Garcrogo wind energy appeal: REFUSED

Reporter David Buylla|August 18, 2022
United Kingdom (UK)Impact on LandscapeImpact on ViewsLegal

This document details the reasons for why the proposed Garcrogo wind energy application was refused on appeal. The project was to consist of at least 9 turbines each standing 200 meters to blade tip. It would be situated at Garcrogo Hill and Barmark Hill, Corsock. The appeal was filed by the developer, Energiekontor UK Ltd, against the failure of Dumfries and Galloway Council to determine permission for the project within the statutory period. An excerpt of the decision is provided below which explains the Reporter's concern regarding the visual impact of 200 meter turbines on the region. The full decision can be downloaded at the document links on this page.

63. In accordance with best practice, the baseline against which landscape character effects were considered in the EIA report included other wind farms which are operational or under construction, but not those which are consented (but not as yet built) or those in planning. 

64. The EIA report predicts significant effects on the character of LCT 176 Foothills with Forest – Dumfries and Galloway and LCT 172 Upland Fringe - Dumfries & Galloway  (Corsock Fringe unit) out to a radius of approximately three kilometres. For LCT 160: Narrow Wooded River Valley – Dumfries and Galloway (Urr Water unit), such effects are predicted to extend to four kilometres and for LCT 175: Foothills - Dumfries & Galloway (Dalmacallan unit) to five kilometres. Beyond that distance, I agree that topography and tree cover would shelter the turbines sufficiently for landscape character effects to be reduced to below a significant level. 

65. It is virtually inevitable that introducing man-made development of significant scale into a rural environment will have a significant adverse effect on the character of the local landscape. Therefore, given the in-principle policy support for onshore wind energy development that is found in local and national policy, it would be unrealistic to expect a proposal such as this to avoid such harm altogether. 
66. However, this does not mean that such development must be supported at any cost. Looking at the extent of the adverse landscape character effect that this proposal is predicted to cause, particularly in terms of the distance from the site where such effects would be perceptible, I find this proposal would have a greater adverse effect that the number of proposed turbines might suggest. This is a consequence of the height of the proposed machines and the nature of the landscapes in question – which are not vast, empty upland moors, but medium-scale places (albeit dominated in the main by plantation forestry) that are close to smaller and more sensitive settled landscapes. This adverse landscape character effect is a negative aspect of the proposal that I must weigh in the planning balance when I draw together my conclusions on the proposal.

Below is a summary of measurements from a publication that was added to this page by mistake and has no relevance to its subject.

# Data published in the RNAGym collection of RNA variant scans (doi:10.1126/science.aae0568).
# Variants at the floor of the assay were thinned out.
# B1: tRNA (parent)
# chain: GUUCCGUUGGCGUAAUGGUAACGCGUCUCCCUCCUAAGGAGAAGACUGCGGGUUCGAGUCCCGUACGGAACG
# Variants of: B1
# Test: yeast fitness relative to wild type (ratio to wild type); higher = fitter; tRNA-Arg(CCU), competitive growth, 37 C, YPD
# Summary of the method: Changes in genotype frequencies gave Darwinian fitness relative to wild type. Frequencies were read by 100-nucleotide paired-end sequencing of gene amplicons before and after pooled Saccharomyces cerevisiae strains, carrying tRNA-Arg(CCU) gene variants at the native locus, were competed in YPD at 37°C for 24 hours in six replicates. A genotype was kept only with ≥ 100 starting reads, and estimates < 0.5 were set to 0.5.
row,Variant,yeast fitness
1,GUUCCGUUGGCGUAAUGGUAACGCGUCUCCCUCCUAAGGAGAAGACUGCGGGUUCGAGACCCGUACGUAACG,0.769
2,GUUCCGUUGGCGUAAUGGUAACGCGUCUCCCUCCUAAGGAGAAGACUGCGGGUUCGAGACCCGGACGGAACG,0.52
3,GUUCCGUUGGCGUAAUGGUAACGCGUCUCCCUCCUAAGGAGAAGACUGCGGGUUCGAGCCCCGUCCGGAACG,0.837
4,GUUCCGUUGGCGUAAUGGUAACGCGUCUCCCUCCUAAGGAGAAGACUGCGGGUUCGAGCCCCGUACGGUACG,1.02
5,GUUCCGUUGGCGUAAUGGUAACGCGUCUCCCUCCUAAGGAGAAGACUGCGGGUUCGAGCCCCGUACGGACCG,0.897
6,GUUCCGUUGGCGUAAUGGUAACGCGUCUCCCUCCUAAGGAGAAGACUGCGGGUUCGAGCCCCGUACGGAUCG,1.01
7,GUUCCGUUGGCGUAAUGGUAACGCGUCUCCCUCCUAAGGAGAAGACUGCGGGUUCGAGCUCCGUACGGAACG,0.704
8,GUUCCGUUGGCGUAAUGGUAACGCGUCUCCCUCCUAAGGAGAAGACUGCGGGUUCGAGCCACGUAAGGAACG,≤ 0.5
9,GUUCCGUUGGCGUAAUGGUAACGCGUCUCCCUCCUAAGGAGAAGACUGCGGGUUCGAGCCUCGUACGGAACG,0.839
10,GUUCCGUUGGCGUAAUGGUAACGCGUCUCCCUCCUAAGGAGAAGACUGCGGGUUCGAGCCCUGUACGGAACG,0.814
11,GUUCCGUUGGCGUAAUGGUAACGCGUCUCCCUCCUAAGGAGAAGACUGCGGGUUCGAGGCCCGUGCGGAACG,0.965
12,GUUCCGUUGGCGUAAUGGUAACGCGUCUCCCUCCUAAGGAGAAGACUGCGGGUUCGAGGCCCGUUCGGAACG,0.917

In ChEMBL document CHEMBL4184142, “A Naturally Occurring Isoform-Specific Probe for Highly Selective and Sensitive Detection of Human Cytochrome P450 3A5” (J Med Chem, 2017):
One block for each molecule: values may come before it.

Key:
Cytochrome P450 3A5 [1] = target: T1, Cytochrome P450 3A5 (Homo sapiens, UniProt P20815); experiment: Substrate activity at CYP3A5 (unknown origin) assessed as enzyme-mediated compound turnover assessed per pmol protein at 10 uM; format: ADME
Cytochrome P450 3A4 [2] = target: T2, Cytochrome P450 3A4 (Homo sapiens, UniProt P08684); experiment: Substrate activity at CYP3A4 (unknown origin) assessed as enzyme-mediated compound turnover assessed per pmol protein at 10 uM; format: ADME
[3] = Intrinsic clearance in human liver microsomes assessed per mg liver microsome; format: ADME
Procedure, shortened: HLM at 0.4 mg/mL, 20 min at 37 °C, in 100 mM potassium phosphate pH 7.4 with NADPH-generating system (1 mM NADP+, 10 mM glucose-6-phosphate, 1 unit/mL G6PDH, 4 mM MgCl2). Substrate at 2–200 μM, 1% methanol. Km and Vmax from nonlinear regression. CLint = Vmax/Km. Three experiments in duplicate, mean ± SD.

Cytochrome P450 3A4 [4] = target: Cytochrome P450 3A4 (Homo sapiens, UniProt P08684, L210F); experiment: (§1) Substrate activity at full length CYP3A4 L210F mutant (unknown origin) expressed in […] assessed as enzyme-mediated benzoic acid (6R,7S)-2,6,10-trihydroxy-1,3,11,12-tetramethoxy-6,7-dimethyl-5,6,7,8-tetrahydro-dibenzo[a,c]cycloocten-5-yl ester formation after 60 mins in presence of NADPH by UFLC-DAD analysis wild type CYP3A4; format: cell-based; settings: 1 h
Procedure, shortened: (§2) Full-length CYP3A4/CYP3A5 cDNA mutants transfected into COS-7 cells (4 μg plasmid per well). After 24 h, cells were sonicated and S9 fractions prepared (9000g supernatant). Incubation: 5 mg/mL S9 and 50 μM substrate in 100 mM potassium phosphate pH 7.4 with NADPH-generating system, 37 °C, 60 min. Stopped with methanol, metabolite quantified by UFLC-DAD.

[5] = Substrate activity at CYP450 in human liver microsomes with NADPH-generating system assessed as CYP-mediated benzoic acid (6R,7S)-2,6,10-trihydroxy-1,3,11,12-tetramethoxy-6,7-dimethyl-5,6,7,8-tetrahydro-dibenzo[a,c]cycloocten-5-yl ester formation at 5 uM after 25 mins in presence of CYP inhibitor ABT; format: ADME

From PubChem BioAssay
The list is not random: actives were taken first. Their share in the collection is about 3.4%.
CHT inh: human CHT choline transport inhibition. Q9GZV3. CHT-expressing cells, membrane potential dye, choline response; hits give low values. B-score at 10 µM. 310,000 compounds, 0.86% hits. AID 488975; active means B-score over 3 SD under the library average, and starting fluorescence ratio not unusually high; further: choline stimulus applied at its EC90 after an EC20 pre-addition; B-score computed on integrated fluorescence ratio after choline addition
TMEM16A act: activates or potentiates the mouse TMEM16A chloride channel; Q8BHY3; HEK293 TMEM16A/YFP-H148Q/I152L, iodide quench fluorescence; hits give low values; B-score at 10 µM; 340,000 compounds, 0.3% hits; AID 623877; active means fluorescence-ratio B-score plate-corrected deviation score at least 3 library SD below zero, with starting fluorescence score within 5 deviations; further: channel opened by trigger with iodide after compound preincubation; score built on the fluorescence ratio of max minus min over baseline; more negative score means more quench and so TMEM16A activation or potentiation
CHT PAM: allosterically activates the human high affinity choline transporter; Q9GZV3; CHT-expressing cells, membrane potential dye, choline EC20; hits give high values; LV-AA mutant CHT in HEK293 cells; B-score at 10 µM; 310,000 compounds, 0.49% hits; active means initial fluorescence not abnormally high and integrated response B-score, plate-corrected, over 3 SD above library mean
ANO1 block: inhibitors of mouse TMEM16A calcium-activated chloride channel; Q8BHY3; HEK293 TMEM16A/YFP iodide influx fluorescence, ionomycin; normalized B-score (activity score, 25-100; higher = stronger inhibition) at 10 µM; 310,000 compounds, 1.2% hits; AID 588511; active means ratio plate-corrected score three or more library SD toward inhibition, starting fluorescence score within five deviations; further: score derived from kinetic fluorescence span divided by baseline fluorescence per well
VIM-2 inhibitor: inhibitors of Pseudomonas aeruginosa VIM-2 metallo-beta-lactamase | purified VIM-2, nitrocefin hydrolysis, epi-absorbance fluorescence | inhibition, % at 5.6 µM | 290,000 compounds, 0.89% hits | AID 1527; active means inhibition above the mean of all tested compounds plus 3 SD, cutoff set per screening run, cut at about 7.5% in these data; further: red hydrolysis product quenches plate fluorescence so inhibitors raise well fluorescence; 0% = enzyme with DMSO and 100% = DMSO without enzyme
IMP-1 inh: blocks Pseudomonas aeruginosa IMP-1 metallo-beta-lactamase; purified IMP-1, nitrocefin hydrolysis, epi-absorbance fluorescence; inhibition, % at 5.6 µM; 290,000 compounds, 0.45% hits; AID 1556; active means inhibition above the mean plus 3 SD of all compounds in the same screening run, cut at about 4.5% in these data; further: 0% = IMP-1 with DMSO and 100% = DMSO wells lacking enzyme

67. The EIA report’s consideration of visual effects analysed 19 viewpoints. I visited each of these as well as other locations that the ZTV suggested might offer a potential view of the proposed development. At six of the viewpoints, the EIA report predicts a significant visual effect. These include: 

  • Viewpoint 2 - A712 near minor road to Blackcraig; 
  • Viewpoint 3 - Minor Road near Monybuie Burn Bridge; 
  • Viewpoint 4 - Minor road near Nether Glaisters; 
  • Viewpoint 5 - A712 near Caldow Bridge; 
  • Viewpoint 7 - Minor road near Black Burn; and 
  • Viewpoint 16 - A712, Drumhumphry Junction. 

68. I agree that there would be significant visual effects at these locations. I also predict a significant visual effect at Viewpoint 17 in New Galloway. There are other locations where the proposed development would also be clearly visible. For example, Viewpoint 1 on the minor road east of Loch Urr. I have taken these effects into account in my evaluation of the proposal. However, I have focussed in this notice on the effects that I believe would be significant, as it is these that have the greatest potential to influence the outcome of this appeal. 
69. As with landscape character effects, it is not surprising that a man-made development of this scale would, in certain views, become a prominent and incongruous feature. There is no policy requirement for development to be invisible or to have no significant adverse visual amenity effect. What is required is an assessment of whether any harm to visual amenity (along with any other harm the proposal might cause) is outweighed by the benefits it would deliver. This requires a more detailed consideration of the nature of the visual effect than simply a conclusion as to whether it would be significant. I have set this out below for each of the viewpoints where I believe significant visual effects would arise. 

70. Viewpoint 2 is on the A712 close to the junction with a minor road to Blackcraig, approximately three kilometres to the west of the nearest turbine. All nine proposed turbines would be seen prominently to below hub height. 

71. The EIA report’s finding of a significant visual effect was based upon receptors here being of medium sensitivity (it being a national speed limit road that does not appear to be used primarily by recreational users). In my view this underplays the level of receptor sensitivity, as the view is also representative of the quiet minor road to Blackcraig and of the residential property Blackcraig Bungalow that is close to the junction. The proposed turbines are also likely to be visible (albeit not down to hub height) from Bread and Beer Cottage on the A712, about 280 metres south east of the junction. Taking all of these factors into account, I would assign the viewpoint a high level of sensitivity



Decision Refusing Wind Energy Application 874685

August 19, 2022


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